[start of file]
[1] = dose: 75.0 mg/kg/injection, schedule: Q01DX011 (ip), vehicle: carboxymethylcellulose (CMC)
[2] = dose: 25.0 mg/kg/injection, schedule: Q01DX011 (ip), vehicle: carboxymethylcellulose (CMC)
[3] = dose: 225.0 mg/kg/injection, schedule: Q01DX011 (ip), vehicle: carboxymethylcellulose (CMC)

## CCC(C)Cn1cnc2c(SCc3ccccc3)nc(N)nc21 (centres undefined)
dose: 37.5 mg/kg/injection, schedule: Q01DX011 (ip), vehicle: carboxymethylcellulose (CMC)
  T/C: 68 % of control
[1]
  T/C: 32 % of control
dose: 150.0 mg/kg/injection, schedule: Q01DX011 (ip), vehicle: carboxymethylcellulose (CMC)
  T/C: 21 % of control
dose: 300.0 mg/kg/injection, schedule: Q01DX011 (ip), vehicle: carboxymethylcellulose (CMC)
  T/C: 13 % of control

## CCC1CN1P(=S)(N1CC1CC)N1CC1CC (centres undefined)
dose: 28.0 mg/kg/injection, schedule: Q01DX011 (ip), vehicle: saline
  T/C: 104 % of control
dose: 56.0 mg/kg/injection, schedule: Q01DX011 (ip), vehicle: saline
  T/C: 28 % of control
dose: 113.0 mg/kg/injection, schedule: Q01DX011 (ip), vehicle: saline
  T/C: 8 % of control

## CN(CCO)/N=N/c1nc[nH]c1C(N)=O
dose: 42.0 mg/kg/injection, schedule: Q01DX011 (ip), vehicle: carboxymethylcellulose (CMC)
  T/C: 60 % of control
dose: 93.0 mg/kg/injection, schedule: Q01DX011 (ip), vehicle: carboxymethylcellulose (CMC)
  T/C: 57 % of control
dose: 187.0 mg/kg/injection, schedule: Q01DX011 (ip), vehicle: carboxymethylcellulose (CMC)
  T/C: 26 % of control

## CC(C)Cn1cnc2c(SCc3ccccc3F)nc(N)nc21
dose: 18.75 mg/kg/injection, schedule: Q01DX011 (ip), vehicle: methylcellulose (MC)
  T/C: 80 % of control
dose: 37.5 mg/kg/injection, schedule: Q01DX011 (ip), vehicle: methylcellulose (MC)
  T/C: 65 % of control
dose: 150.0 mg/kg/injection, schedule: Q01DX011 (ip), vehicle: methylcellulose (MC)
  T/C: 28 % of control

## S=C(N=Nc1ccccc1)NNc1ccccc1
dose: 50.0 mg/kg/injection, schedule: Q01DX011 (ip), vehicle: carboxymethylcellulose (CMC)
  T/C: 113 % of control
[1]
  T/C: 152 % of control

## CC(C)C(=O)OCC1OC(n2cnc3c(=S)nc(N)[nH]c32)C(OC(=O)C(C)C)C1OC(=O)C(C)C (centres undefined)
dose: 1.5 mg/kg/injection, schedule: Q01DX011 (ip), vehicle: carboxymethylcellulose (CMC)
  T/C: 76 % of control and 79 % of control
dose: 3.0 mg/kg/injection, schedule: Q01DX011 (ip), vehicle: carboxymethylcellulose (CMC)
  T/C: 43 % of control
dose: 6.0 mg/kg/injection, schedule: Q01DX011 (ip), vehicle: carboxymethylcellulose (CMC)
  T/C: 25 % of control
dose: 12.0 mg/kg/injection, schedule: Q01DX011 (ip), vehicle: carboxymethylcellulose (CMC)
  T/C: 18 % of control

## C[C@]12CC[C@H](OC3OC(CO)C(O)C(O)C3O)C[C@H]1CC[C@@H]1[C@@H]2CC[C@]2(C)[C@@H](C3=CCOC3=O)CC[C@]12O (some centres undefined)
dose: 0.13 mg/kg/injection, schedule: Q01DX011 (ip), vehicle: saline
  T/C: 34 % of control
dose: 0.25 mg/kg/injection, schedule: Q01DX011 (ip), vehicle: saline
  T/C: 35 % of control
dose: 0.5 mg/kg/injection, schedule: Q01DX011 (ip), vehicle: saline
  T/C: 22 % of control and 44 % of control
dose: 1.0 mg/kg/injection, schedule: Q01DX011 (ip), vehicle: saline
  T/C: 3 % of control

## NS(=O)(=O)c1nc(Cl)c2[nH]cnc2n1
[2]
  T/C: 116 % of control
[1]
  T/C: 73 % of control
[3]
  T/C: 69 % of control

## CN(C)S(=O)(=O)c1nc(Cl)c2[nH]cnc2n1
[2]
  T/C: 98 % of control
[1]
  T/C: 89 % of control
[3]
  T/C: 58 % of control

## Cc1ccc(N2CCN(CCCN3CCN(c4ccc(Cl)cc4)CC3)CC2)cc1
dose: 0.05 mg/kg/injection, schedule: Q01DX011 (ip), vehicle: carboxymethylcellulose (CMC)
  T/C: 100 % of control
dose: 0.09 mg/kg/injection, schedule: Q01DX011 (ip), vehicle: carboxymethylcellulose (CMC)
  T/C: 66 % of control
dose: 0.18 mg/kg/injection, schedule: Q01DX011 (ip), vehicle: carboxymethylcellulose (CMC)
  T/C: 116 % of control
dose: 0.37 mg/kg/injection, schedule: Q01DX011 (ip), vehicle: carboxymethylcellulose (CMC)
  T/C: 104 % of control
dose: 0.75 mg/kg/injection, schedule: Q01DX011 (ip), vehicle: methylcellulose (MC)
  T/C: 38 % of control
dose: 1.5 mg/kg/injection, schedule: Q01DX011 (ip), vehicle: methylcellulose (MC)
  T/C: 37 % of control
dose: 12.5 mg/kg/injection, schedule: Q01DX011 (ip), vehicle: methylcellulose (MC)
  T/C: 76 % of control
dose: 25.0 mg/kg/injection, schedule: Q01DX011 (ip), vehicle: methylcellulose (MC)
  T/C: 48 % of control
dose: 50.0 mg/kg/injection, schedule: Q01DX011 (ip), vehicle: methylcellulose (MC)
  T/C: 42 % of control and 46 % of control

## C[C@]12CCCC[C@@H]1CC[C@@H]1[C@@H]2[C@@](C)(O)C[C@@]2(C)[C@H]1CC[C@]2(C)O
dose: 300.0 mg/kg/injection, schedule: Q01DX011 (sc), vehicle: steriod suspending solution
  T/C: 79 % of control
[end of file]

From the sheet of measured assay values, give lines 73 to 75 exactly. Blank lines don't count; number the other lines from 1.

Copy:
  T/C: 100 % of control
dose: 0.09 mg/kg/injection, schedule: Q01DX011 (ip), vehicle: carboxymethylcellulose (CMC)
  T/C: 66 % of control